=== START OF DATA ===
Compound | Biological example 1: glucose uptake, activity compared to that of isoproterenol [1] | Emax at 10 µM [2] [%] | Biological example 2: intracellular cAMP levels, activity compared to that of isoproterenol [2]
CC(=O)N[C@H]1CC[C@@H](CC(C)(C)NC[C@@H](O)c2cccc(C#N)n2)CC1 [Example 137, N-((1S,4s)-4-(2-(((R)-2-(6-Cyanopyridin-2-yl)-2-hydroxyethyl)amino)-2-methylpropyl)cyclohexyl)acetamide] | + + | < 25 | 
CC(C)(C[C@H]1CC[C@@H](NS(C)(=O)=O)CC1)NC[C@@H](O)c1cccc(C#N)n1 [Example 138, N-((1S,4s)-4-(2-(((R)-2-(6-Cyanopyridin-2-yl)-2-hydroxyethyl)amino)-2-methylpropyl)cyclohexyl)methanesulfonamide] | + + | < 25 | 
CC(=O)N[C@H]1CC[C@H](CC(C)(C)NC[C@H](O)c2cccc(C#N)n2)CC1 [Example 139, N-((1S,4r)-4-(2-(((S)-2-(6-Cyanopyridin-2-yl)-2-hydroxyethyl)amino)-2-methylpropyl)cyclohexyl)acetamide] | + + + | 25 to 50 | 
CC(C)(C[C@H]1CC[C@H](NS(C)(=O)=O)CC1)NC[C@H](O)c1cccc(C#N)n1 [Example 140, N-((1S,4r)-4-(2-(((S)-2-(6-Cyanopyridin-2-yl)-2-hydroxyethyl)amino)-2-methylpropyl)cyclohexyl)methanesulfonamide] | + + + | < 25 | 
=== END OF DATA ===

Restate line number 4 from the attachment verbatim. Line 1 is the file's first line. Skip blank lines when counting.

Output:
CC(=O)N[C@H]1CC[C@H](CC(C)(C)NC[C@H](O)c2cccc(C#N)n2)CC1 [Example 139, N-((1S,4r)-4-(2-(((S)-2-(6-Cyanopyridin-2-yl)-2-hydroxyethyl)amino)-2-methylpropyl)cyclohexyl)acetamide] | + + + | 25 to 50 | 